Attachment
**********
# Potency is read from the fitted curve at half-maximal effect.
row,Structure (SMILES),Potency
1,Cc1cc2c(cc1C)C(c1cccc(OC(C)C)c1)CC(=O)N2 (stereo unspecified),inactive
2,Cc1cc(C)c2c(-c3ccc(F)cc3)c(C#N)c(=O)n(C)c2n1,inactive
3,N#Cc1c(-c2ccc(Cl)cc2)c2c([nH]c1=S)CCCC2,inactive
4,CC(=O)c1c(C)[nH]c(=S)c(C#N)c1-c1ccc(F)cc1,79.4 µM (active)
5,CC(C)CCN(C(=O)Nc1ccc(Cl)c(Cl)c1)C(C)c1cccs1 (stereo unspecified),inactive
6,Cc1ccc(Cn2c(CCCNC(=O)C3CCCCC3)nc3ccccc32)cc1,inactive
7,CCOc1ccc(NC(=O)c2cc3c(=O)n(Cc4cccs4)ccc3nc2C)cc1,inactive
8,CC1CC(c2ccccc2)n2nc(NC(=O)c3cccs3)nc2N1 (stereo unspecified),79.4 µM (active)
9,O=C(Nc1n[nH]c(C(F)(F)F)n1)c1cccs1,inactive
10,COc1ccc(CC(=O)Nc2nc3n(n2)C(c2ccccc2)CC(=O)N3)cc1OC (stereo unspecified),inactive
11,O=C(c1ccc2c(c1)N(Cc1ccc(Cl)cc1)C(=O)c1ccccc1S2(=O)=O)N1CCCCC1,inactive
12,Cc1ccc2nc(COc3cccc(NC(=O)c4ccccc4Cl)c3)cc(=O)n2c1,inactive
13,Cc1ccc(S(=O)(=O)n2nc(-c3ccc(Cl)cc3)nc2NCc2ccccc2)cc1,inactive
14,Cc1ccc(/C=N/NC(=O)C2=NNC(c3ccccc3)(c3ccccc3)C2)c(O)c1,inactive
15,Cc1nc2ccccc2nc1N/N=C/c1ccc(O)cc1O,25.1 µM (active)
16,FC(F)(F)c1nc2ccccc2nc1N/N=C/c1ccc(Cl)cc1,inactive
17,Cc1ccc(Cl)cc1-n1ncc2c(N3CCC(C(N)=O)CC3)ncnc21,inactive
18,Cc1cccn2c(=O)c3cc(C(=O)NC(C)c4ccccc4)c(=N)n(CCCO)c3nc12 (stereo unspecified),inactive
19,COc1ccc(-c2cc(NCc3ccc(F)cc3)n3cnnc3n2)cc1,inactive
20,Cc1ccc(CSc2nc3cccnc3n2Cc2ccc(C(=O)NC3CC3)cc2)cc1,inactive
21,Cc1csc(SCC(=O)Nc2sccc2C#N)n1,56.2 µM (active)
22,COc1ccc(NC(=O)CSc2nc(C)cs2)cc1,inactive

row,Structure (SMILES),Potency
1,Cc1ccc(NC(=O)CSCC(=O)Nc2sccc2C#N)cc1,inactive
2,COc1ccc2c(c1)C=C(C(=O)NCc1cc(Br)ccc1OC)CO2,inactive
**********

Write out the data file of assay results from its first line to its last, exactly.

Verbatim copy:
# Potency is read from the fitted curve at half-maximal effect.
row,Structure (SMILES),Potency
1,Cc1cc2c(cc1C)C(c1cccc(OC(C)C)c1)CC(=O)N2 (stereo unspecified),inactive
2,Cc1cc(C)c2c(-c3ccc(F)cc3)c(C#N)c(=O)n(C)c2n1,inactive
3,N#Cc1c(-c2ccc(Cl)cc2)c2c([nH]c1=S)CCCC2,inactive
4,CC(=O)c1c(C)[nH]c(=S)c(C#N)c1-c1ccc(F)cc1,79.4 µM (active)
5,CC(C)CCN(C(=O)Nc1ccc(Cl)c(Cl)c1)C(C)c1cccs1 (stereo unspecified),inactive
6,Cc1ccc(Cn2c(CCCNC(=O)C3CCCCC3)nc3ccccc32)cc1,inactive
7,CCOc1ccc(NC(=O)c2cc3c(=O)n(Cc4cccs4)ccc3nc2C)cc1,inactive
8,CC1CC(c2ccccc2)n2nc(NC(=O)c3cccs3)nc2N1 (stereo unspecified),79.4 µM (active)
9,O=C(Nc1n[nH]c(C(F)(F)F)n1)c1cccs1,inactive
10,COc1ccc(CC(=O)Nc2nc3n(n2)C(c2ccccc2)CC(=O)N3)cc1OC (stereo unspecified),inactive
11,O=C(c1ccc2c(c1)N(Cc1ccc(Cl)cc1)C(=O)c1ccccc1S2(=O)=O)N1CCCCC1,inactive
12,Cc1ccc2nc(COc3cccc(NC(=O)c4ccccc4Cl)c3)cc(=O)n2c1,inactive
13,Cc1ccc(S(=O)(=O)n2nc(-c3ccc(Cl)cc3)nc2NCc2ccccc2)cc1,inactive
14,Cc1ccc(/C=N/NC(=O)C2=NNC(c3ccccc3)(c3ccccc3)C2)c(O)c1,inactive
15,Cc1nc2ccccc2nc1N/N=C/c1ccc(O)cc1O,25.1 µM (active)
16,FC(F)(F)c1nc2ccccc2nc1N/N=C/c1ccc(Cl)cc1,inactive
17,Cc1ccc(Cl)cc1-n1ncc2c(N3CCC(C(N)=O)CC3)ncnc21,inactive
18,Cc1cccn2c(=O)c3cc(C(=O)NC(C)c4ccccc4)c(=N)n(CCCO)c3nc12 (stereo unspecified),inactive
19,COc1ccc(-c2cc(NCc3ccc(F)cc3)n3cnnc3n2)cc1,inactive
20,Cc1ccc(CSc2nc3cccnc3n2Cc2ccc(C(=O)NC3CC3)cc2)cc1,inactive
21,Cc1csc(SCC(=O)Nc2sccc2C#N)n1,56.2 µM (active)
22,COc1ccc(NC(=O)CSc2nc(C)cs2)cc1,inactive

row,Structure (SMILES),Potency
1,Cc1ccc(NC(=O)CSCC(=O)Nc2sccc2C#N)cc1,inactive
2,COc1ccc2c(c1)C=C(C(=O)NCc1cc(Br)ccc1OC)CO2,inactive